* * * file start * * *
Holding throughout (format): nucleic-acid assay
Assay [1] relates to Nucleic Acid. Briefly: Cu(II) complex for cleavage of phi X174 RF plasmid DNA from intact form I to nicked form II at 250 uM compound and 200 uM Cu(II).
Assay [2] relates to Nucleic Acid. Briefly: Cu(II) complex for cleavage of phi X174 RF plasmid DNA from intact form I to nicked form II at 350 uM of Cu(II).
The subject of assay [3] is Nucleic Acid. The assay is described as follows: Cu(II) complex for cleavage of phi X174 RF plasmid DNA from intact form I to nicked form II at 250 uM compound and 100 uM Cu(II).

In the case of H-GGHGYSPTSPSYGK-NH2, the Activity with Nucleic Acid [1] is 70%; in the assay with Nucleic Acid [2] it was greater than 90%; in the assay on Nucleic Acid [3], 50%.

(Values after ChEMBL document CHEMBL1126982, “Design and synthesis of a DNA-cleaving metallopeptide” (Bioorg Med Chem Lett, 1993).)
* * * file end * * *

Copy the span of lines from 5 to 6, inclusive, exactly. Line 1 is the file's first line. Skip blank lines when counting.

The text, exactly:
In the case of H-GGHGYSPTSPSYGK-NH2, the Activity with Nucleic Acid [1] is 70%; in the assay with Nucleic Acid [2] it was greater than 90%; in the assay on Nucleic Acid [3], 50%.

(Values after ChEMBL document CHEMBL1126982, “Design and synthesis of a DNA-cleaving metallopeptide” (Bioorg Med Chem Lett, 1993).)